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Film and Flexibles Packaging: The Path Forward

Recycling is unique. It is a complex, interwoven system where all parts of the value chain need to work for recycling to work. Each piece of the equation is important and cannot be overlooked. 

When evaluating the recyclability and ultimately circularity of various packaging, it is important to acknowledge the individual roadmaps they often require. An already prominent and continually growing form of packaging that requires a unique and innovative roadmap is one known as film and flexibles. It quickly became a favored form of packaging due to, among other factors, its lightweight and flexible properties but what has made this packaging a favored material is also what challenges its ability to move through the recycling system. 

Recognizing the fast-growing packaging category and the challenges it poses to the recycling system, The Recycling Partnership (The Partnership) launched the Film and Flexibles Recycling Coalition (the Coalition) in 2020. The mission of the Coalition is to bring together a pre-competitive group of stakeholders to drive improvements aimed at transforming the film and flexibles recycling landscape. The work is aimed at bringing the recycling of films to more Americans, adding in flexibles as markets and technology mature, with the ultimate goal of scaling the collection and processing of this material as end market demand improves. To scale quickly this material will need to move through the curbside recycling system. 

Three Primary Challenges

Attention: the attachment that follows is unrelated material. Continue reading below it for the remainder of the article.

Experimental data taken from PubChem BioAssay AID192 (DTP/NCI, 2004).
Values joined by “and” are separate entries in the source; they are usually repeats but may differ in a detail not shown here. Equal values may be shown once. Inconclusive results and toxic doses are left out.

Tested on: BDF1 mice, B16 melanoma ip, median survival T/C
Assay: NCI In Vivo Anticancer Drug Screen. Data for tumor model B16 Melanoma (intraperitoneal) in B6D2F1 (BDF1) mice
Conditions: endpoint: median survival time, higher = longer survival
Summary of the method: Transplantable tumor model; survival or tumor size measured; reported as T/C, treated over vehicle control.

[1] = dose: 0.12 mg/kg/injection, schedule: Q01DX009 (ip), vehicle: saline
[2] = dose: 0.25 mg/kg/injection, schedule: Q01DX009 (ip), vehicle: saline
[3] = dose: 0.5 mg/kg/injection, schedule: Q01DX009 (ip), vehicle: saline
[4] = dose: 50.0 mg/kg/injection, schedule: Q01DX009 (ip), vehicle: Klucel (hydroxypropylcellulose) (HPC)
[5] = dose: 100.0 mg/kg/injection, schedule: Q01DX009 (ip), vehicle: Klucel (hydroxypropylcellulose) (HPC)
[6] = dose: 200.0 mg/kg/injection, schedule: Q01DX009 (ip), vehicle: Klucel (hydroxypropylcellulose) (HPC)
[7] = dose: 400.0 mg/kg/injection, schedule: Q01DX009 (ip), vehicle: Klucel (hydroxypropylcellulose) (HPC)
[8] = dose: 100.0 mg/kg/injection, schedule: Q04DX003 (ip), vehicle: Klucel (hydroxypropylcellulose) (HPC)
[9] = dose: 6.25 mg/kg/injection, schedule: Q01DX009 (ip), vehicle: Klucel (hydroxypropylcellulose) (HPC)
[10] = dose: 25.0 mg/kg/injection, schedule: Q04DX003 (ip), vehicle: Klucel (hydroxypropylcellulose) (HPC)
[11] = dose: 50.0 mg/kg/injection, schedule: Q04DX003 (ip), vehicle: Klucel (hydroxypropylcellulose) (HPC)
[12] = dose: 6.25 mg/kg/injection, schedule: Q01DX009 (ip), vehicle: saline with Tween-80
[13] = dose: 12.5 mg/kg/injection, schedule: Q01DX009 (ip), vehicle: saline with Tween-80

The Coalition’s efforts are focused on the following challenges: 

  1. Less than 2% of Americans can put film and flexible packaging in their curbside recycling containers but given confusion around how the properly dispose of the material, it is still ending up in the recycling stream. 
  2. Materials recovery facilities (MRFs) continue to deal with challenges associated with film and flexible packaging flowing through their systems that were not designed to handle it, resulting in downtime, safety challenges, and contamination.  
  3. End markets are currently very limited.  

Where to Start When Tackling the Challenges 

To date, Coalition actions have included: 

  • Funding $2.3 million to rapidly prototype high and low-tech capture and processing methods.  
  • Setting a baseline understanding of the data available and where it highlights a need for action summarized in a whitepaper titled, “Addressing the Challenge of Film and Flexible Packaging Data.”  
  • Developing some of the most comprehensive composition and generation data in the U.S. to help The Partnership and the industry understand the nature and amount of material available for collection and processing, and in the case of film and flexibles, the need for recycling market development to support processing and end market opportunities.